To learn about coffee, you can take one or both of my classes, come to one of my public lectures, explore my coffee web site, browse the coffee holdings in the Maxwell library, or sign up for classes through the Barista Guild of a America. Or you can just study the infographic below, lifted shamelessly from Daily Shot of Coffee. Which raises one more possibility: subscribe to Daily Shot for ongoing coffee education.
I would quibble with only two items in this graphic. One is the suggestion that arabica and robusta are the only species of coffee (genus Cofea). In reality, robusta is the most common varietal of canephora. Two other species are grown commercially, though the amounts are tiny and some experts consider liberica and conillon further varietals of robusta. Most agree that these are terrible coffees! My friend Freddy in Nicaragua informs us that there are about two dozen species, most of which are not commercial, some of which are found wild in the Americas, indicating that the genus was present prior to the emergence of the Atlantic Ocean.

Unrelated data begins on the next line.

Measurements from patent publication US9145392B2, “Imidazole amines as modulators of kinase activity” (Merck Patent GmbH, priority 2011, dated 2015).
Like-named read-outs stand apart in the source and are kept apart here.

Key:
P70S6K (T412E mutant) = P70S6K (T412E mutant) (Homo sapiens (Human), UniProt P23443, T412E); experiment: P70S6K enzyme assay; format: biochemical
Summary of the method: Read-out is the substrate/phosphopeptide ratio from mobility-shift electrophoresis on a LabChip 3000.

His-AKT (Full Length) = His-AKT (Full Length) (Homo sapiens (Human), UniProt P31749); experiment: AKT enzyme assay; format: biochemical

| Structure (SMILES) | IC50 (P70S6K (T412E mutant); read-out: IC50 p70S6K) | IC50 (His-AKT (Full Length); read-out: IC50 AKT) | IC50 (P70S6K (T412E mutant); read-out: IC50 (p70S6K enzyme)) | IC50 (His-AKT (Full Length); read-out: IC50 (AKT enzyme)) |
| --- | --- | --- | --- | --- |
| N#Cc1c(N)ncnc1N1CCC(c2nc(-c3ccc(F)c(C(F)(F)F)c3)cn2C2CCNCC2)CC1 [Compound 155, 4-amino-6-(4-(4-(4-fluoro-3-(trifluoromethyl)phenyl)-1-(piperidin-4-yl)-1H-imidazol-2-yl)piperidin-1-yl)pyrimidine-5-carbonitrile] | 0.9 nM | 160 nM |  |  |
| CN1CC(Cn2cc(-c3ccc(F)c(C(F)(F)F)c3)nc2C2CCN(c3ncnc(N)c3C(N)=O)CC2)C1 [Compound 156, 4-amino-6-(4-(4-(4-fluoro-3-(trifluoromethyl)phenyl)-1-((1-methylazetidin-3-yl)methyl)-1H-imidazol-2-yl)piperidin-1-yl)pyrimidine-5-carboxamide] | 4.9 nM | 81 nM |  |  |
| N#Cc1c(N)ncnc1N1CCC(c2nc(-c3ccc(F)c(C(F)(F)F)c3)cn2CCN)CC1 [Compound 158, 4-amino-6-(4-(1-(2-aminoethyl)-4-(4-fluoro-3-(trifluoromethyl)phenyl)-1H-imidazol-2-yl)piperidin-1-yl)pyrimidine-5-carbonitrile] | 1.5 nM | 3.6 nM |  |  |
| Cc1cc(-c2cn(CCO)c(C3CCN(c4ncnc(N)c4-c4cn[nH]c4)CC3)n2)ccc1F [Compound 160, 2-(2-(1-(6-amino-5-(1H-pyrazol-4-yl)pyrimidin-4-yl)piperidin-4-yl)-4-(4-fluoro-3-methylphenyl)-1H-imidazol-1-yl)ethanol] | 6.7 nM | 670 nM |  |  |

The other is the rather confused terminology used for civet or Kopi Luwak coffee. These are not varietals, but rather a very rare method of harvesting and processing coffee -- using the palm civet digestive tract. Almost all of the 500-600 pounds of coffee collected in this manner each year comes from Indonesia.